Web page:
People often think that spring is the best time to sell their home. While there’s an element of truth to that, it’s actually a fallacy, says REALTOR® Kaleb Streeter.
It’s false because people often draw a parallel between a “good” market and lots of inventory. That’s contradictory, because the more homes there are for sale, the more options buyers have and the more competition you have as a seller. “In saying that, is it the best time to sell? It doesn’t mean you’re not going to get the price you want if you sell in the spring, but it does mean that you’ll be competing against everybody else, so it starts to favour the buyer more,” he says.
Winter is exactly the opposite. Hardly anyone goes to market if they don’t have to, so what you find is that you have very serious sellers in the winter versus casual sellers. A casual seller is someone who when the market is hot wants to test to see if they can get a certain price; they normally overprice their home and if they strike gold, it’s cause for celebration. If they can’t get a certain dollar figure, they have no problem taking it off the market, which happens all the time.
Serious sellers are ones who are motivated to sell. If a home is listed in the winter, it likely means the seller is serious. This means they’re likely priced better, but you also have less competition. “It’s not you and the whole street for sale, it’s just you,” explains Streeter. “Buyers in the winter are so much more qualified too. They’re not tire-kickers. To get out in the winter and look at homes, to go through all the steps, to potentially close and move in the winter, it takes someone who is serious. Either they have found their dream home, or something has happened in their life that has caused them to need to move.”
Winter weddings are growing in popularity and people are getting together and buying houses just before or after these major life events. “The wintertime to me is a great market,” says Streeter.
Here are his top tips for selling your home this winter:
Take seasonal, professional photos
If you know you’re going to list in the winter, take seasonal (summer or fall) photos professionally so that you can use them in your advertising. This will show people a) that you’re not hiding anything, like a hole in the driveway or dead grass, and b) what your home looks like in other seasons. This is especially crucial for waterfront properties, as buyers will want to know what the shoreline is like. If you haven’t done this, you can always print out any photos you already have on your phone that showcase your property in non-winter months; leave them out on the counter for buyers to see.
Pre-pump your septic system
If you’re on septic, pre-pump your system. Most companies will not do this in the winter because when the temperature gets too low, chemical reactions occur between the pump chamber and the greywater and you run the risk of freezing and cracking the tank. If you sell and close in the winter, you can’t give the buyer a fresh septic tank, which is kind of a big deal when selling a rural property. When you pre-pump your septic, you can supply a receipt to the buyer’s agent.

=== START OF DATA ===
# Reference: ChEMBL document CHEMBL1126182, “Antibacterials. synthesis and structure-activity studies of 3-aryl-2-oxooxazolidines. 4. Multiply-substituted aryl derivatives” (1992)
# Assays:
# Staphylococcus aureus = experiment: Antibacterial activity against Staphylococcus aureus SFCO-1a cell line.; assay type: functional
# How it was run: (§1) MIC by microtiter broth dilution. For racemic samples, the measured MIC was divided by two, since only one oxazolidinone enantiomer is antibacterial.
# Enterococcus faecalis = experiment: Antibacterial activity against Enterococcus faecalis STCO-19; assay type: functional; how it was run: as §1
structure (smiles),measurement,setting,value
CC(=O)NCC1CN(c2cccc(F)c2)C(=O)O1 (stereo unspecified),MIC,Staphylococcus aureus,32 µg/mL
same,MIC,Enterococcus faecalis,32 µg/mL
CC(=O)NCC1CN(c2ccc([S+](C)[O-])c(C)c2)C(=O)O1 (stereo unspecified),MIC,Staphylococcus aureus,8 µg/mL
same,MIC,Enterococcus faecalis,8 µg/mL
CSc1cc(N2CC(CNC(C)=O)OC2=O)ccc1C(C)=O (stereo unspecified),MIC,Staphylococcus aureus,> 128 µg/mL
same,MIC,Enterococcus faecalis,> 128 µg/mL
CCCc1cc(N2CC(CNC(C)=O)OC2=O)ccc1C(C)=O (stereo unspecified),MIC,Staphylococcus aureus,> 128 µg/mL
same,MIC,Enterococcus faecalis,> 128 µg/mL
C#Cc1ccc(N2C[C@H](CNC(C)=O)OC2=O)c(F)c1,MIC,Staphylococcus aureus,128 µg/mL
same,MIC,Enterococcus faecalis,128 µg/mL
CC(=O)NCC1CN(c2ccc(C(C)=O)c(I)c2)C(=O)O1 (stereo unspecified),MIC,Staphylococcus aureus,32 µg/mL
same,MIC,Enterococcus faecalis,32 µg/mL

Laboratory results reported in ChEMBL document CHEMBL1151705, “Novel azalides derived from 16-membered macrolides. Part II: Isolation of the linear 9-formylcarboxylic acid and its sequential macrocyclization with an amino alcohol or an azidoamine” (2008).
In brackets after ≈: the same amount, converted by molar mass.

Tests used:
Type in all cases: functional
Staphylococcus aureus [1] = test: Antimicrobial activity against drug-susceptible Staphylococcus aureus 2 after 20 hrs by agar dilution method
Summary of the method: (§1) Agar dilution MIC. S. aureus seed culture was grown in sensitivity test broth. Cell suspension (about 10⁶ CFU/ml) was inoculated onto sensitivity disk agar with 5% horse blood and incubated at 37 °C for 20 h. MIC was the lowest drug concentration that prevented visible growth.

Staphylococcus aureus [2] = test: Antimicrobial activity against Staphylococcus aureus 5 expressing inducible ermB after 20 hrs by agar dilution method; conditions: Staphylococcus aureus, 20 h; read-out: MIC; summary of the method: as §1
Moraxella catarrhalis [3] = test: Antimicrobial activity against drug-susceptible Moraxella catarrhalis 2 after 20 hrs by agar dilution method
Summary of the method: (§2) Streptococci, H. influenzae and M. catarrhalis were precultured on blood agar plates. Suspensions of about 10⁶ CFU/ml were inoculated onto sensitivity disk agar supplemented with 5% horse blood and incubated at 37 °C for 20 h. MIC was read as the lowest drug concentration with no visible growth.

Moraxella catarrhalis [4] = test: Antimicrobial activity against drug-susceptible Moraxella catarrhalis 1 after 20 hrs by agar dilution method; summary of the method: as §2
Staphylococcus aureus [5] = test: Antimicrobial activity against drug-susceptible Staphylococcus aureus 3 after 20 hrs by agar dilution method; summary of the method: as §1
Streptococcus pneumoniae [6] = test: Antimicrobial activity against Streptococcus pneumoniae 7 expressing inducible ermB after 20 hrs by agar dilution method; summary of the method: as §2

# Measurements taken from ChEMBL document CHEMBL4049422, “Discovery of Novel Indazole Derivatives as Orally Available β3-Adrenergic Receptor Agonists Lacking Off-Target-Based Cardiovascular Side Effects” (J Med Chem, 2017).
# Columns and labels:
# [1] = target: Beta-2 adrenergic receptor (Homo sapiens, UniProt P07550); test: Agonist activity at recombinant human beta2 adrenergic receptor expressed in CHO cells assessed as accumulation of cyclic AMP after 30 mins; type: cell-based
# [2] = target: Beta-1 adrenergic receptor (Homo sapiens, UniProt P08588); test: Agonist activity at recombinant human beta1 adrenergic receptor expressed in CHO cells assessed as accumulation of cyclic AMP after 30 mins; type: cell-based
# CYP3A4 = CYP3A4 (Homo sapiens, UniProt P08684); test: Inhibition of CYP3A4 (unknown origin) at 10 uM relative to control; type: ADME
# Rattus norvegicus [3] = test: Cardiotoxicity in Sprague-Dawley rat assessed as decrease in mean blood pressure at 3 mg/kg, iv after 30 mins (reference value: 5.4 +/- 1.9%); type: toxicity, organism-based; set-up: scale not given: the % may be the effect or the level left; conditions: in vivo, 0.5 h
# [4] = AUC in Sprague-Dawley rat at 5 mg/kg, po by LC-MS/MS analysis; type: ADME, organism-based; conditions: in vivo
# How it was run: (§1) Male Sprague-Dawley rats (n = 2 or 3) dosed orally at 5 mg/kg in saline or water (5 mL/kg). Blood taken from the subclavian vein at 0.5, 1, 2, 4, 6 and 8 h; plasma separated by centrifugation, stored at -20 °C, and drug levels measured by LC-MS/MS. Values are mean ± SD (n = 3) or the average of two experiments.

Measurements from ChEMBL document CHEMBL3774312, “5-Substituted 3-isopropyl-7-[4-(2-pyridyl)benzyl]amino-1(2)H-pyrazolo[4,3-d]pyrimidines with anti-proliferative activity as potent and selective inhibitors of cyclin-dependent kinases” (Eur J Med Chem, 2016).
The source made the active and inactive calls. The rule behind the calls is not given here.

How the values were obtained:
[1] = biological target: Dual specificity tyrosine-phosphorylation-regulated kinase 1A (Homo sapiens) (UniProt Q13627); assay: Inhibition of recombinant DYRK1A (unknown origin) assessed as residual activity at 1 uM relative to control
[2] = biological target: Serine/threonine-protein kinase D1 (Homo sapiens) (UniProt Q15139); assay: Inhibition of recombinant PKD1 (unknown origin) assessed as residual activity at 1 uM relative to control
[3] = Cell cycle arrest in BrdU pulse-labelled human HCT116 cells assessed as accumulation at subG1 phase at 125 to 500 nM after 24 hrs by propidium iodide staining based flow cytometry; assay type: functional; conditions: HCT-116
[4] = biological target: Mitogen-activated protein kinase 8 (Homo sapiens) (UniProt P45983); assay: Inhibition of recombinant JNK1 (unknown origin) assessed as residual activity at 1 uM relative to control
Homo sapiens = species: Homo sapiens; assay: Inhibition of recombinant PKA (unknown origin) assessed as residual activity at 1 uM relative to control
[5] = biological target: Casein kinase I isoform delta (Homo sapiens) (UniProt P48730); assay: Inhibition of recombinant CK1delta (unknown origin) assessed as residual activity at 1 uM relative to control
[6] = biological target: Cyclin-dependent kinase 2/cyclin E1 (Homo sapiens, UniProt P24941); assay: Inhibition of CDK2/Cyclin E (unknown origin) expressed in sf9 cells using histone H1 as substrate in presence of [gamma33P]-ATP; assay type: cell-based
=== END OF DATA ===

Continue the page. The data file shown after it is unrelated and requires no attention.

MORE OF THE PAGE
Keep pathways clear of snow
Shovel a path around the house and ensure easy access to the backyard. Keep the driveway and walkways clear, and sand or salt them. “It’s like a well-groomed person,” says Streeter. “A home that has the driveway shovelled, the walkways and paths cleared and salted, and the deck shovelled off, you can then see all the components of the home. Do this and you’re actually doing yourself some serious favours.”
Turn your outside lights on
When you leave your house at 4 p.m. because you have back-to-back showings between 4 and 6, don’t forget to leave the outside lights on. It gets dark quickly now and leaving the lights on for showings is crucial.
Turn up the heat
Do everyone a favour and turn the furnace up a little bit more than you would normally. “A lot of people like to keep their houses cold. They walk around at 67 degrees and it’s not comfortable for showings. Put it to 72 and make everyone happy,” says Streeter. When your home is being shown, the doors are constantly being opened and it cools the house down, so keeping the temp up ensures your potential buyers are hit with that wall of warmth right away for the ultimate coziness factor. To add to the warmth, get some baked goods going. Stay away from candles, though, as they can be overpowering. One trick he uses is to boil water with cinnamon sticks, orange slices and cloves, which results in a heavenly, all-natural scent.
Tread lightly here. If you’re going to be showing your home over the holidays, particularly during the month of December, remember that less is more when it comes to seasonal decorating. Buyers still want to be able to move around easily and to open up cupboards and closets; don’t make it tough for them by having fake snow and trees in the way.
Turn on your fireplace
“This is my last tip that I wish everybody would do. If you have a fireplace—not wood, but gas or electric—turn it on. It is so powerful what that can do for a showing,” says the REALTOR®.
There is no reason for buyers to pause their search until spring. “Here’s the thing: do you want to be a buyer in the spring with a million other buyers and 14 offers on every house? Or do you want to be a buyer in the winter and be the only offer?” says Streeter.
“I recommend that buyers maintain their search year-round, especially in the winter, and to not give up until the spring. That’s when they could find something and not be in competition. Find something great and get a spring closing, that’s the best of both worlds.”
To search hundreds of homes locally, check out the Streeter Team's listings or call 705-323-9212.